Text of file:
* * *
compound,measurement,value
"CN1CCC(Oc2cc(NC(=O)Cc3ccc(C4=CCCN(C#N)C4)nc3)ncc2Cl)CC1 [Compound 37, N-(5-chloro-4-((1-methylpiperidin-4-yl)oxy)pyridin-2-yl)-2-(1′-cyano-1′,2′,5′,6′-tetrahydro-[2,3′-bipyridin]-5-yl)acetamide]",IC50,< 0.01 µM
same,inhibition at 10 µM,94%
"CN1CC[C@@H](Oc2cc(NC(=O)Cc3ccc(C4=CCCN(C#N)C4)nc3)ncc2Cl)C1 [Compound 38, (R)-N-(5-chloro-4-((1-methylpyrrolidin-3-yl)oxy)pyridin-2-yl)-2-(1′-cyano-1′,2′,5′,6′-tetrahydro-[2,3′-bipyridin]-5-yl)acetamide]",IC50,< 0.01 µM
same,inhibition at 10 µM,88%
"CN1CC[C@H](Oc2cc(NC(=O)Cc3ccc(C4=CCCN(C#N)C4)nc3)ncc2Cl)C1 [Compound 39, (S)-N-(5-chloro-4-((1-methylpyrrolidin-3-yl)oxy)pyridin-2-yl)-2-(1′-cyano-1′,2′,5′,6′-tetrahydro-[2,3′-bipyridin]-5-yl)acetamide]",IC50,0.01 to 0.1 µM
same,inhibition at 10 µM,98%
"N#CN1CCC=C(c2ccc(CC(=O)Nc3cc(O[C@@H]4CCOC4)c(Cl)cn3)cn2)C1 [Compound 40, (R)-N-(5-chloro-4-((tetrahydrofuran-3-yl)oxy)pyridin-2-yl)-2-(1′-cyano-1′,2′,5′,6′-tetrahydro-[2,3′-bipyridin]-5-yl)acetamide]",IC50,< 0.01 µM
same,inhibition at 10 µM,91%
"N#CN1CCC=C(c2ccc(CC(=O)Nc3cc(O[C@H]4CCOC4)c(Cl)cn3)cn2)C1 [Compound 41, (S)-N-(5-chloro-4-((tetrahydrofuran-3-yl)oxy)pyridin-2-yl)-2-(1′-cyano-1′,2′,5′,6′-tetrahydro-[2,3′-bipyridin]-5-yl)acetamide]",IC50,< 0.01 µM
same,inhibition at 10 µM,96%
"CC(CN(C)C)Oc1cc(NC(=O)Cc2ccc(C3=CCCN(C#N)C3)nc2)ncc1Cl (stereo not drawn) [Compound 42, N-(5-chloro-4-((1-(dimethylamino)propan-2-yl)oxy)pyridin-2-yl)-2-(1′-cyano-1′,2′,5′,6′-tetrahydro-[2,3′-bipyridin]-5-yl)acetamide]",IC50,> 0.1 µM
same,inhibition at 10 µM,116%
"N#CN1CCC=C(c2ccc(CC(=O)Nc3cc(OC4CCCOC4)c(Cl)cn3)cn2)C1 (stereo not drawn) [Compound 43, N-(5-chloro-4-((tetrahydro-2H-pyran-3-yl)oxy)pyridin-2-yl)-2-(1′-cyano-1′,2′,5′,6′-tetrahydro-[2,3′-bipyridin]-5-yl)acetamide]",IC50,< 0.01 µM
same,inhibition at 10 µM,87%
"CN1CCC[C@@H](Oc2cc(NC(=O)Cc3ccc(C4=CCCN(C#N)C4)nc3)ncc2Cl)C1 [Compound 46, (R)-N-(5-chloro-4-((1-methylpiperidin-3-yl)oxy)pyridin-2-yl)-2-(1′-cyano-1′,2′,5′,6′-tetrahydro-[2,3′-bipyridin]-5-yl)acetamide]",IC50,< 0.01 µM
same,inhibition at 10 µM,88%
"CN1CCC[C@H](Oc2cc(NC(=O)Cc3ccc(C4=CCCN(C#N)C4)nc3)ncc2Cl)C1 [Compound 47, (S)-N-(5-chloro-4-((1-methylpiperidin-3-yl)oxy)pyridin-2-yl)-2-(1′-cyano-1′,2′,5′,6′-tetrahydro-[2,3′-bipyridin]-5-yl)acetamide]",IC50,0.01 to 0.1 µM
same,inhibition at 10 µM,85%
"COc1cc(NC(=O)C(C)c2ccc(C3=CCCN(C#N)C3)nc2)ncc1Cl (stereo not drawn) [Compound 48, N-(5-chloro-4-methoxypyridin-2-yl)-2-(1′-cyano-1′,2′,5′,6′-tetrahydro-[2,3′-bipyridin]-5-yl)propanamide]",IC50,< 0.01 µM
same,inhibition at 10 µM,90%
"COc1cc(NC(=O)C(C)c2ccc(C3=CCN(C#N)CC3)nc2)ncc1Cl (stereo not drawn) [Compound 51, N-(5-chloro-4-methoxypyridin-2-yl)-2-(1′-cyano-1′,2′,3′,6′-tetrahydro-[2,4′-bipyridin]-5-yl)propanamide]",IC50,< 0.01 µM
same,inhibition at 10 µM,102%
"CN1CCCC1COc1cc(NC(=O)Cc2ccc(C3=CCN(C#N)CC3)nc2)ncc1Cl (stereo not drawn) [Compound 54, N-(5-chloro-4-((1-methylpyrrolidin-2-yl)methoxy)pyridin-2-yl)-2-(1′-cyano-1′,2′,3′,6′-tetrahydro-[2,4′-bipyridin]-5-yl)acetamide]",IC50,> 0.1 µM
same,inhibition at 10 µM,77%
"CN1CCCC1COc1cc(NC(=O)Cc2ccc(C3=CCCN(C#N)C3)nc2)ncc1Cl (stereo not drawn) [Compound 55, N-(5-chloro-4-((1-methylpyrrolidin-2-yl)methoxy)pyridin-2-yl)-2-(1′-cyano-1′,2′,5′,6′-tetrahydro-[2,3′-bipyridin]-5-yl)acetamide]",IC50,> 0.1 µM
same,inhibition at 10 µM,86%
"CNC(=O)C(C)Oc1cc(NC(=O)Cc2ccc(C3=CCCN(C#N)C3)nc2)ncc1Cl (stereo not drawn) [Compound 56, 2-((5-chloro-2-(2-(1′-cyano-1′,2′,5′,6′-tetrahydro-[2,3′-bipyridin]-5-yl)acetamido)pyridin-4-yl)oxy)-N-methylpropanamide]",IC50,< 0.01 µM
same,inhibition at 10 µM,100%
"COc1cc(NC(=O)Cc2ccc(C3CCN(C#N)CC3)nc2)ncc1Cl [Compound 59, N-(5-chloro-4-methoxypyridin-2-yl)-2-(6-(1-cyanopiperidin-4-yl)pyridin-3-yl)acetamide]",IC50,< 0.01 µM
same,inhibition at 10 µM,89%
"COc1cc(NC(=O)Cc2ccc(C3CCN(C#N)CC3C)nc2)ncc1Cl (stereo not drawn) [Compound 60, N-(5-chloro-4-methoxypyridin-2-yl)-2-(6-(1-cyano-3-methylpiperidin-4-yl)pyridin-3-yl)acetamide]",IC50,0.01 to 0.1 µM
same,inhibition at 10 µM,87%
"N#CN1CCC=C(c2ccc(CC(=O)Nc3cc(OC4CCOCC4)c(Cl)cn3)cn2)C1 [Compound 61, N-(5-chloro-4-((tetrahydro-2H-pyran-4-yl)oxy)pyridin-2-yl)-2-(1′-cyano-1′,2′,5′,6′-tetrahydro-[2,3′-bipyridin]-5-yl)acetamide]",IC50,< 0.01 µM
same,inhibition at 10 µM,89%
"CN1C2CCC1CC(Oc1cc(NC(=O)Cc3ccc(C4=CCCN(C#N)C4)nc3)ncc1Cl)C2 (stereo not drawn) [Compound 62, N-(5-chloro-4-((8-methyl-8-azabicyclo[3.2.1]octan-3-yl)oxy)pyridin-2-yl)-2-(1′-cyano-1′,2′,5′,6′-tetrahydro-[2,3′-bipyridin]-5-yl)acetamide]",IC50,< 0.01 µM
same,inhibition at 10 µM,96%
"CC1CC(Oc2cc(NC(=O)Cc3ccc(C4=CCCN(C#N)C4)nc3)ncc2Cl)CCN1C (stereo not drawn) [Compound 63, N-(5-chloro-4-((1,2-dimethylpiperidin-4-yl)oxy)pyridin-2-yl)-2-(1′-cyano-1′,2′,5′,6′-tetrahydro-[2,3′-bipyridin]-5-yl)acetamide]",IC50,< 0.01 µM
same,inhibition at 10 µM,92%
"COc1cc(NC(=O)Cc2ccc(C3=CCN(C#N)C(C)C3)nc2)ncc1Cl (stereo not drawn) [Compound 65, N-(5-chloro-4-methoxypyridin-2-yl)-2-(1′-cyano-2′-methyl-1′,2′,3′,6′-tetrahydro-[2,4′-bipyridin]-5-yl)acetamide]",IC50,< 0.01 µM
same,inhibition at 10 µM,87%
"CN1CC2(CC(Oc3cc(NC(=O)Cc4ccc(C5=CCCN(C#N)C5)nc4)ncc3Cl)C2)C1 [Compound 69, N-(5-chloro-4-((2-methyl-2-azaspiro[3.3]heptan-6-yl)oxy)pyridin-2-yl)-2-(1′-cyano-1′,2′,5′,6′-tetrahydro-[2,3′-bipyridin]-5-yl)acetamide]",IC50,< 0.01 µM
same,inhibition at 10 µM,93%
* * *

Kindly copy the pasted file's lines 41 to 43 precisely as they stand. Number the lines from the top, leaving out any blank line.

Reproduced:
same,inhibition at 10 µM,87%
"CN1CC2(CC(Oc3cc(NC(=O)Cc4ccc(C5=CCCN(C#N)C5)nc4)ncc3Cl)C2)C1 [Compound 69, N-(5-chloro-4-((2-methyl-2-azaspiro[3.3]heptan-6-yl)oxy)pyridin-2-yl)-2-(1′-cyano-1′,2′,5′,6′-tetrahydro-[2,3′-bipyridin]-5-yl)acetamide]",IC50,< 0.01 µM
same,inhibition at 10 µM,93%